Everyone thinks of rain forests as important to the stability of the climate because they convert carbon dioxide into carbon, thereby sequestrating the greenhouse gas. So they are, but rain forests also play another equally important role in the climate of the planet, and this role is often overlooked. Rainforests are places which degrade energy, and this energy degradation is as important as the role rain forests play in sequestrating carbon. If this was understood better we would go to much greater lengths to preserve mature forests in all places. I shall explain how it works.
Virtually all of the energy that the planet receives comes from the sun in the form of radiation. Some is bounced back into space and the atmosphere, covering the planet like a blanket, keeps the some energy around the planet to keep us warm. As you know carbon dioxide emissions add to the blanket effect, making the planet warmer and warmer.
When solar radiation (or light) strikes the planet some of it is degraded by ecosystems. It has been found that the more mature and diverse the ecosystem, the greater the solar radiation degradation. If you think about places at about the same latitude on the planet some are hotter than others. The Sahara desert is hotter than the Amazon rain forest because the Amazon degrades solar radiation at a very high level. A less mature forest degrades solar radiation less and if you chop down part of the forest and farm the land, then the part that you farm will degrade the solar radiation even less, making the farm much hotter than the neighbouring rain forest.
Places like cities are almost always hotter than the neighbouring countryside by a degree or two. This is not attributable just to the human activity in cities, but rather more attributable to the fact that the neighbouring countryside can degrade the solar radiation better than the city. The city has hardly any ecosystem to absorb the radiation; the countryside has much more. The countryside absorbs radiation but the city reflects it back into space. The rain forest, with its mature rich and ecological diverse make up absorbs more solar radiation than any other part of the planet.
The effect of the role of forests in cooling the atmosphere is has been measured in the 1989 Lavall-Holbo experiments. They measured the different types of ecosystems – a quarry, a clear cut forest, a Douglas Fir plantation, a natural forest and a 400 year old mature Douglas forest. I have listed these in the order of their eco-complexity, starting with the simplest. The readings showed that the greater complexity of ecosystem the (a) more radiation was absorbed (b) the cooler the place was and (c) the more the energy degraded from radiation (into molecular motion).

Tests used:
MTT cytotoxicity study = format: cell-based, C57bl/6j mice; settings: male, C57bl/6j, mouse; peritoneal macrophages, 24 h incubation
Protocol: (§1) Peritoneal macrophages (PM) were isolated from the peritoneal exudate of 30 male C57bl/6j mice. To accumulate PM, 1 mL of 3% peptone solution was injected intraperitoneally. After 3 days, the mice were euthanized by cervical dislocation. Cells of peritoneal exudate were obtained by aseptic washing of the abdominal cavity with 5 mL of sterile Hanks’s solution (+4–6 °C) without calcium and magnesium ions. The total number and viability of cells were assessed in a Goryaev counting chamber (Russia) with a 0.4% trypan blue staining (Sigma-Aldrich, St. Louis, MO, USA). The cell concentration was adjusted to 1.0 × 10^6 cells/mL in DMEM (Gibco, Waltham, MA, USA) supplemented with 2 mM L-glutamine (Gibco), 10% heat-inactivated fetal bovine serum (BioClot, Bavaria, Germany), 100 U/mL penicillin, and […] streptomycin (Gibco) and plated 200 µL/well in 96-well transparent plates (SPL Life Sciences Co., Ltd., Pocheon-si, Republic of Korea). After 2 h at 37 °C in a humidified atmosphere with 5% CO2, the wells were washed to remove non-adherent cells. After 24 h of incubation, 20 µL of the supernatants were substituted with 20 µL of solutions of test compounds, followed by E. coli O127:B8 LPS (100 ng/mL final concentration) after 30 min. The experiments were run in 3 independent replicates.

What rainforests do very well (an un-lauded quality) is to reduce the solar gradient by converting water into latent heat. The Amazon reradiates only 17% of the energy it receives from the sun, but the Sahara reradiates 41% of it. What happens in the rainforests is that the leaves of the trees and shrubs capture energy and build structures with it, rather than dumping the energy back into space. The process involves the transpiration of plants. The Amazon has high transpiration – around 71% whereas the Sahara has very low transpiration – around 2%.
When there is a high amount of energy reradiated more water evaporates. You need 580 calories to evaporate one gram of water, which through the process of evaporation carries those calories as latent heat from the surface into the atmosphere. When the water vapour returns to the surface as rain or snow the calories return. If you create conditions which allow more latent heat into the atmosphere you will create more energy in the atmosphere and hence more storms stronger hurricanes and all the changed patterns of climate which scientists have been observing and which we in our everyday lives have also noticed.
In this context plans to make London a greener place by Mr Johnson, the Mayor, will make it a cooler more pleasant place in very hot weather, as well as absorbing some of the carbon that London emits. His idea of “greening London” by planted in roofs and open spaces is very important, but will not make a huge difference. On the other hand, preventing mature forests from being cut down, whether for biomass or farmland or for the trees themselves, will make the farmlands hotter and more importantly the planet will lose an important device which keeps the planet at a cool, habitable temperature.
Cutting down mature forests is a triple whammy. We lose a place where carbon is sequestrated, we emit carbon dioxide into the air by cutting the trees and disturbing the soil, and we lose the best natural air conditioner that the planet has.
People cut down forests in order to make money. They sell the wood, or grow crops on the land they clear. Many, although not all of the mature forests are in places which are not the world’s richest, so telling Brazilians in the Amazon to stop cutting down their trees will not go very far. We are prepared to pay for air conditioners in our offices homes and cars. Why should not we pay the nations with forests for simply allowing them to remain, uncut, unfarmed, natural air conditioners of the planet.
Filed under: biodiversity, biomass, carbon emissions, climate change, energy, global warming, solar energy Tagged: | Boris Johnson, carbon sequestration, degradation of radiation, energy degradation, energy to evaporate one gram of water, greening London, Lavall-Holbo experiments, natural air conditioners of forests, rain forest, rainforest, reradiation of light by forests, why cities are hotter than the countryside